Can the “Church Business Model” Work for Arts Organizations?

November 16, 2011 § 1 Comment

I’m not religious, let’s just get that out there first.

But I was once a devoted weekly church-goer. Going with my sister for a couple hours every week to hear some music, listen to a guy talk about (mostly) positive things and say hello to friendly familiar faces. I didn’t support my church financially (unless you consider that I gave 10% of my $0 salary) but my sister and a large percentage of others in the church did, enough to keep the organization thriving and see some growth. The question was recently brought up that arts organizations should find a way to incorporate something about the church model to get their costumers to feel more like a connected community. Below, I’m going to try and pull out some of the things inherent in some churches and see what that would look like in an arts organization, purely in theory. Obviously one thing that arts organizations are missing is religion (the last I checked no one has been told they would burn in eternity if they missed out on Cosi fan Tutti, but I digress), so let’s just ignore that one facet for the moment and see if there is something else there that connects people or drives the model.

One thing that church has going for it is that it is essentially a free-to-play model (I went to a non-denominational church way back when, so I’m making all of my assumptions based on this). Many people go to church for years without paying, enjoying essentially the same benefits as everyone else that goes but are encouraged at anytime to help keep the organization going by donating a significant gift. Wouldn’t it be interesting to see an arts organization that refused to charge for tickets? This might completely bomb, but if the basic experience of some sort of performing art was completely free, you would have a hard time telling people that you weren’t there for the community. The organization would naturally need to adjust to the amount of funds that they get strictly from individuals and heavily depend on volunteers, but these are things that churches already rely on with success. We rely on the perks from donation level systems to get people to donate more, but to stay true to the model, we would have to insist that a donation only be something that is significant to that individual (and cross our fingers that 10% of their income is what they consider to be significant).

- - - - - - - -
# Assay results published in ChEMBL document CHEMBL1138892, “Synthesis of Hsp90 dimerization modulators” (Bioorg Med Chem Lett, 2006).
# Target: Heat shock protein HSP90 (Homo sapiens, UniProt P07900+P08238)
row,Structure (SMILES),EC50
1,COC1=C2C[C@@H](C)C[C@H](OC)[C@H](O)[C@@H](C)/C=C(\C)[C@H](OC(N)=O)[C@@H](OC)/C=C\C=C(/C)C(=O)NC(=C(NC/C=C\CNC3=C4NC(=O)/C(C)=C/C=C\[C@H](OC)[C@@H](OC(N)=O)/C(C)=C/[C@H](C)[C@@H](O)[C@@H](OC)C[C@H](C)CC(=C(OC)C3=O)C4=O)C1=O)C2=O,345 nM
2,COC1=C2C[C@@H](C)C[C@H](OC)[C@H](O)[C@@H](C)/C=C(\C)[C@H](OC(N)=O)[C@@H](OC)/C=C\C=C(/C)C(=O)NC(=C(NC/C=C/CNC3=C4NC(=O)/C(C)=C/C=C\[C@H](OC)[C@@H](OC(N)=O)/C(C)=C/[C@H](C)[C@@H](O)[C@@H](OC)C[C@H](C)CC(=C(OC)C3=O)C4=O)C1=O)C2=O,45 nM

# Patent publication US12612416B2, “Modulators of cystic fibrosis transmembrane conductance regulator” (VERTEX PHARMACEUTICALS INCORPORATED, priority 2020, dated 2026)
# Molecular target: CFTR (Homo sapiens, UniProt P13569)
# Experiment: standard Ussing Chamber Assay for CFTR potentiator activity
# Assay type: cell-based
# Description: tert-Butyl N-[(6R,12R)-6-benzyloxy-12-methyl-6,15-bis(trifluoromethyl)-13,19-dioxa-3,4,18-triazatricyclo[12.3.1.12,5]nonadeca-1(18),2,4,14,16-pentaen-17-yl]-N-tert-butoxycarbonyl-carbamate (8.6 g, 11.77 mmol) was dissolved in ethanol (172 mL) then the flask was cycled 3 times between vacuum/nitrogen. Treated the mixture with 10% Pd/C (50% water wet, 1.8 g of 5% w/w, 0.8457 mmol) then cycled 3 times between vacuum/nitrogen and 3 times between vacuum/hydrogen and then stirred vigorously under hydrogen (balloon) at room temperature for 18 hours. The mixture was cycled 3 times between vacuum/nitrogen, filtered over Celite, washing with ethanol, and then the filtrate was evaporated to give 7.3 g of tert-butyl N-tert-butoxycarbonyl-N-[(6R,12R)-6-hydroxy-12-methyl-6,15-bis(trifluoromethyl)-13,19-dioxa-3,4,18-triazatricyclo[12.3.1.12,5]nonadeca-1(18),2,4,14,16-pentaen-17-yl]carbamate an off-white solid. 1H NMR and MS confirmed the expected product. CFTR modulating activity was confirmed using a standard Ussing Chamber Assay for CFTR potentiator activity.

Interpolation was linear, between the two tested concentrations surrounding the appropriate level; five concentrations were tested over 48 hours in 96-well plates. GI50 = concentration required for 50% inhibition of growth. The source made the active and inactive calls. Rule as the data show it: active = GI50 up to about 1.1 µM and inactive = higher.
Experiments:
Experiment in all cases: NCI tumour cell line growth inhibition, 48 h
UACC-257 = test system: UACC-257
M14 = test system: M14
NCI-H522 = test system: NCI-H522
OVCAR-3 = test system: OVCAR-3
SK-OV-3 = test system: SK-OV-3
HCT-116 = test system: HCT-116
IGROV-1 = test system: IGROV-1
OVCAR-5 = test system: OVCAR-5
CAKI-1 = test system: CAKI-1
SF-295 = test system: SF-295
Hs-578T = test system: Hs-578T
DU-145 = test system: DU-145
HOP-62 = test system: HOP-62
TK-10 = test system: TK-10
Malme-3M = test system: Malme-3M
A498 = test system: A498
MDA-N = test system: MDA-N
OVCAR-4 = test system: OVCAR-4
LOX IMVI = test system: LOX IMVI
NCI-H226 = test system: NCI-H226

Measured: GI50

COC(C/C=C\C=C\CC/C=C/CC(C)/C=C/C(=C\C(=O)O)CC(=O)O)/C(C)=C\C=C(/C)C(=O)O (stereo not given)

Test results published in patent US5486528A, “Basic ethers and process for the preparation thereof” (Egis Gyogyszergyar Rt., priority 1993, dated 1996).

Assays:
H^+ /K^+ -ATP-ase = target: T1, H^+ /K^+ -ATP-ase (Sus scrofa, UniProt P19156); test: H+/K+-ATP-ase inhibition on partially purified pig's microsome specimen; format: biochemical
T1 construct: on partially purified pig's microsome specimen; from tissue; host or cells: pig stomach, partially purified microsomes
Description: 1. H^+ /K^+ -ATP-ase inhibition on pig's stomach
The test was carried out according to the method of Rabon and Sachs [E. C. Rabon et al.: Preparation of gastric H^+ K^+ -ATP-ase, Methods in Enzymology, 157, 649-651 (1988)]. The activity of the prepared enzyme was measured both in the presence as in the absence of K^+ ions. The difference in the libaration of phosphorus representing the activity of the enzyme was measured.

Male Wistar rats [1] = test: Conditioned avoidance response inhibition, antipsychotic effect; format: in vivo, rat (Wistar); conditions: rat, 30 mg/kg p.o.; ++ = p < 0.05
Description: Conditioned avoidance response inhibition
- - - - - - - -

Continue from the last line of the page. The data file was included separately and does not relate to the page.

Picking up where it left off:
A church service usually happens that same time once or twice during the week and though you know the basics of what you’re going to get (music/sermon) you don’t know the specifics. This church-like organization that we are creating would have to do something similar. Maybe once a week isn’t feasible at first, but the same time, same place could benefit the "creation of a community" that happens with church. Also, following the model, patrons would come not necessarily knowing what was going to be produced, but knowing what kind of thing would be produced. The idea here is that if the art is consistently good, patrons would build trust with the performers/artistic direction and allow the art to surprise them week after week. This model also means that the art would need to be produced in a dedicated space. That isn’t necessarily a weird thing, many organizations have performances in the same place. It just means that, in going with the free-ticket thing I spoke of earlier, a fixed cost would need to be accounted for in order to keep the center of this community there.

Churches also have communities within the church that are built from people consistently coming. The more you go to a church, the more likely you are to build relationships within that community and continue to come in order to see how Fred and Lisa are doing with the kids or something along these lines. Some churches help push that along by having time before or after the sermon that is dedicated to meeting the other people from church. I’ve been to orchestra events that do this too, but not consistent ones. The idea here is to alot time every week that is specifically to make people socialize with each other (*bonus point: My church had free coffee before every service each week. I swear to…err….God that free coffee would easily get me to/through a weekly orchestra concert and make me talkative with people around me).

Now, do I think this would work?….Probably not, but I think it would be a fun experiment on the small scale. There are already some smaller groups that play for free in a space that isn’t specifically dedicated for that group, but nothing on the scale of a large theater, opera, or orchestra (to my knowledge). Surely there are aspects of church that I left out of this post that are integral to the experience (feel free to chime in) but really, the idea of building a connected community of patrons that appreciate the art and the atmosphere of the space where it is contained sounds like something to strive for.



§ One Response to Can the “Church Business Model” Work for Arts Organizations?

Leave a Reply

Fill in your details below or click an icon to log in: Logo

You are commenting using your account. Log Out /  Change )

Google+ photo

You are commenting using your Google+ account. Log Out /  Change )

Twitter picture

You are commenting using your Twitter account. Log Out /  Change )

Facebook photo

You are commenting using your Facebook account. Log Out /  Change )


Connecting to %s

What’s this?

You are currently reading Can the “Church Business Model” Work for Arts Organizations? at Public Relations for the Arts.


%d bloggers like this: